You’re probably aware of the importance of achieving and maintaining a healthy body weight, but you might be a little unclear as to what that really means. Contrary to popular belief, it’s not the same as being thin. In fact, it is even possible to be “skinny fat,” which means that little to no muscle mass misleadingly compensates for a high composition of body fat. Maintaining a healthy body weight, on the other hand, can reduce the risk of many health problems, as well as increase overall well-being. So, what’s the magic number?
As it turns out, there is none. For most people, body mass index (BMI) and waist circumference are good barometers, but even so, neither can be viewed in isolation. Instead, it is essential to take into account many lifestyle factors when determining whether your body weight falls within a healthy range. For instance, eating a nutritious, balanced diet reduces many health risks, as does staying physically active, not smoking, not drinking alcoholic beverages to excess and avoiding situations that that increase the likelihood of accidents and infections. With that said, here’s some general guidance on how to determine your own healthy body weight.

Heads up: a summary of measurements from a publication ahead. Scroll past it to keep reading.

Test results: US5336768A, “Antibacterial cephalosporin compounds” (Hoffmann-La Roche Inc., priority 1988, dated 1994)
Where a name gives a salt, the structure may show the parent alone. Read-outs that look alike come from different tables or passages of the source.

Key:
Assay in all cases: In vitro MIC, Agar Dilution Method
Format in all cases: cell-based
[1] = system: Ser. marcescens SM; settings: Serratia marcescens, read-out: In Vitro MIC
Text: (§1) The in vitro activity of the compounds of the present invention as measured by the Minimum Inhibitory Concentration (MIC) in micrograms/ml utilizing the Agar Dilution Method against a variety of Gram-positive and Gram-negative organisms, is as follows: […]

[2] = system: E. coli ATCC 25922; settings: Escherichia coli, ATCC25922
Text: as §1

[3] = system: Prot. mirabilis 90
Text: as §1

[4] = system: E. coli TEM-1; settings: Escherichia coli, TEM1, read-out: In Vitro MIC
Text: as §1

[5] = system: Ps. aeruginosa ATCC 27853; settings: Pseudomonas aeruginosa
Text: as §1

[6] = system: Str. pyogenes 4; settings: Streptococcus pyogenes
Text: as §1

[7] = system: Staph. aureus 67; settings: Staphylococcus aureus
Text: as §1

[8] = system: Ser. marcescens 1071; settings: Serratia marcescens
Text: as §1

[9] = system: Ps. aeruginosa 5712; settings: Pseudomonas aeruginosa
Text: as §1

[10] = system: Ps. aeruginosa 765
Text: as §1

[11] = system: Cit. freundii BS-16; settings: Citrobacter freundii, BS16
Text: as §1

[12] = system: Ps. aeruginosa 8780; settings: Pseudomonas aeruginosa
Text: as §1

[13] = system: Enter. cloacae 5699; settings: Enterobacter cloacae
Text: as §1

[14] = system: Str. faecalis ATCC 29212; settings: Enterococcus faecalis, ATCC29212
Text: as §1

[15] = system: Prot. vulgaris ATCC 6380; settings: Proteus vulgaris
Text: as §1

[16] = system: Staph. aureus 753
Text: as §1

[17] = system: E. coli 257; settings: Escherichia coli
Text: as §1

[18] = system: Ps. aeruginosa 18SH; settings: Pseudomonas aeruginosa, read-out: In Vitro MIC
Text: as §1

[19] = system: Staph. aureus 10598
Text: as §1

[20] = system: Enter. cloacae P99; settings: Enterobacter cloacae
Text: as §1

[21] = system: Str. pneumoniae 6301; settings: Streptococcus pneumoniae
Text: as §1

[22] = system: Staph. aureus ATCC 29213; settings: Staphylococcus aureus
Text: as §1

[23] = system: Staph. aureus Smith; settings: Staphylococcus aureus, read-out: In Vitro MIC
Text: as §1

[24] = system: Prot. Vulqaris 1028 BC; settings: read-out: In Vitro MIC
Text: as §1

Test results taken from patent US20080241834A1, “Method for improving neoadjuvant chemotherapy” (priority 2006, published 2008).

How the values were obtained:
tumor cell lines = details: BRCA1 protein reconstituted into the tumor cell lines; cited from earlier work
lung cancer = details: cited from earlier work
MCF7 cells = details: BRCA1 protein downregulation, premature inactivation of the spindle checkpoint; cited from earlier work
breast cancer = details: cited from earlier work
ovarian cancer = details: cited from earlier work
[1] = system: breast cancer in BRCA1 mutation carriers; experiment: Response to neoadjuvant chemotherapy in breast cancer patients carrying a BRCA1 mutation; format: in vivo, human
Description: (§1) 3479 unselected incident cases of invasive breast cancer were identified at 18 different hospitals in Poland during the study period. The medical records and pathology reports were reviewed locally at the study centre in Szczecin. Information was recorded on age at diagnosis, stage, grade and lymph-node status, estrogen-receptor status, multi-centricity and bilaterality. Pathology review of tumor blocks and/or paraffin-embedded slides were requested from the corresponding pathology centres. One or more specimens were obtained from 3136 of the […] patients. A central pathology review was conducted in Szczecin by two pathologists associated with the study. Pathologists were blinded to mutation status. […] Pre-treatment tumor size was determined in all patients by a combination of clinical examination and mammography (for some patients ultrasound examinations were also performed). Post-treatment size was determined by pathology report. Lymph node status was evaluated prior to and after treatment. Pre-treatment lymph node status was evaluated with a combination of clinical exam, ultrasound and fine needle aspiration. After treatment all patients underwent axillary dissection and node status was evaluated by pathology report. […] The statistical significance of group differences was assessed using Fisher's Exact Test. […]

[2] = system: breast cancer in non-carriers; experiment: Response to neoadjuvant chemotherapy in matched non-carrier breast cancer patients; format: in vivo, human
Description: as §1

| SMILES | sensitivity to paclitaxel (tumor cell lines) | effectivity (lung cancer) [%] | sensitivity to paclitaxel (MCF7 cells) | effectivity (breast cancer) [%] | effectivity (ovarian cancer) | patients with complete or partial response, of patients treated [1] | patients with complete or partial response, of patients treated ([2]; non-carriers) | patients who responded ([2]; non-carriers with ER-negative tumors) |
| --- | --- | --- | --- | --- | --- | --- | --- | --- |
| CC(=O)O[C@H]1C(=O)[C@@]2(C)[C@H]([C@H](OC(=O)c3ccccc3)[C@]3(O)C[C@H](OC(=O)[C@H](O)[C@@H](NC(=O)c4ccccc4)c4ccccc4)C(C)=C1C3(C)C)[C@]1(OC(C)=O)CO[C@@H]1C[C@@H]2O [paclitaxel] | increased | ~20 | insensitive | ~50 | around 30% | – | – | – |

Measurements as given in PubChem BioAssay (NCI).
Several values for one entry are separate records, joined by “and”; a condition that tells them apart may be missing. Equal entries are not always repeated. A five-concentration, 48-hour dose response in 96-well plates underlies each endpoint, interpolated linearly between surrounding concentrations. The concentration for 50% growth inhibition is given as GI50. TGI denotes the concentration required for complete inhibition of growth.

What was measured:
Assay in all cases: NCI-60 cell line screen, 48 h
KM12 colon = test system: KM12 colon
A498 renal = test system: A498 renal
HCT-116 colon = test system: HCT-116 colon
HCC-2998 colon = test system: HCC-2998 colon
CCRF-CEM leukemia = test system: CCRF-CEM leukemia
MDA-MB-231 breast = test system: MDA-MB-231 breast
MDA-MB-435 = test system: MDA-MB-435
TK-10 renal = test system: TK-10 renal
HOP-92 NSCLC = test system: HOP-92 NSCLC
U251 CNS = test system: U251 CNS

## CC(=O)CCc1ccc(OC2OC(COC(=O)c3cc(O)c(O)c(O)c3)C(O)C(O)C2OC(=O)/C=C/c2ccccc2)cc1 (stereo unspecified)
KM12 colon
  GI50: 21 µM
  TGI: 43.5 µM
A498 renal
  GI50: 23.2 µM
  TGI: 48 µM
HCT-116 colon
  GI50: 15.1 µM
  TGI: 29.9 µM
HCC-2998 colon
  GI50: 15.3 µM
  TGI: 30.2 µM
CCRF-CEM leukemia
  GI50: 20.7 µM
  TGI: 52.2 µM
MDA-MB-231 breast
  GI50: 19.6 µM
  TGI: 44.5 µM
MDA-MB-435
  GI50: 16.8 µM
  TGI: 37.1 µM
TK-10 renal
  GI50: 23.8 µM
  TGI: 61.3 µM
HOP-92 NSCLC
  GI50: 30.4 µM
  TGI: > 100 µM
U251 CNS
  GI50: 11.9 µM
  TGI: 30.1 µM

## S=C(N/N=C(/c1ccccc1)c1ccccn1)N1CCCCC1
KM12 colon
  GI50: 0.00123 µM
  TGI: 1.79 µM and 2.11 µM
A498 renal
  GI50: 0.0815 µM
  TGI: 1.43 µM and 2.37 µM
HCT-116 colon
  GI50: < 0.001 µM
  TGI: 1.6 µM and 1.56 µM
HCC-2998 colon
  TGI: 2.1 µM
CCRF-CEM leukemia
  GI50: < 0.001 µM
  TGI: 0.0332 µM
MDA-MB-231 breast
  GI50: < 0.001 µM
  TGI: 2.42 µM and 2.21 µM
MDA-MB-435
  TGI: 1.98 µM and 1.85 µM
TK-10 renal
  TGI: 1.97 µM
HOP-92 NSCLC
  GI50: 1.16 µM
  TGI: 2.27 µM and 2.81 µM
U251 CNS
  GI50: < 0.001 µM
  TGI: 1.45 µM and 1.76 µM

Body Mass Index
BMI is a simple, inexpensive and easy-to-use estimate of body fat. Based on height and weight, BMI is calculated by dividing an individual’s weight in pounds by his or her height in inches squared and then multiplying by a conversion factor of 703. The result is interpreted as follows:
- Below 18.5 – Underweight
- Between 18.5 and 24.9 – Healthy weight
- Between 25.0 and 29.9 – Overweight
- Above 30.0 – Obese
While useful for both men and women, the BMI scale does have some limitations. For instance, it tends to overestimate body fat in people who have very muscular builds. Likewise, it can underestimate body fat in individuals who have lost significant muscle mass due to aging or other reasons.
In general, as BMI increases, so do the risks of developing certain diseases, some of which are serious. These include heart disease, high blood pressure, type 2 diabetes, gallstones, sleep apnea and certain types of cancer.
Measuring waist circumference is an easy way to screen for some of the health risks associated with carrying excess body weight. Many experts believe that if fat tends to settle around the waist rather than the hips, this can indicate an elevated risk of developing heart disease and type 2 diabetes. In general, the risk level increases for women who have waist sizes that measure more than 35 inches, and for men who have waist sizes that measure more than 40 inches. To correctly measure your waist, stand and place a tape measure around your midsection, just above your hipbones, and exhale.
If you’d like to learn more about body weight and its potential effects on cancer risk, you can speak with an expert oncologist at Moffitt Cancer Center without a referral. To request an appointment, call 1-888-663-3488 or complete our new patient registration form online.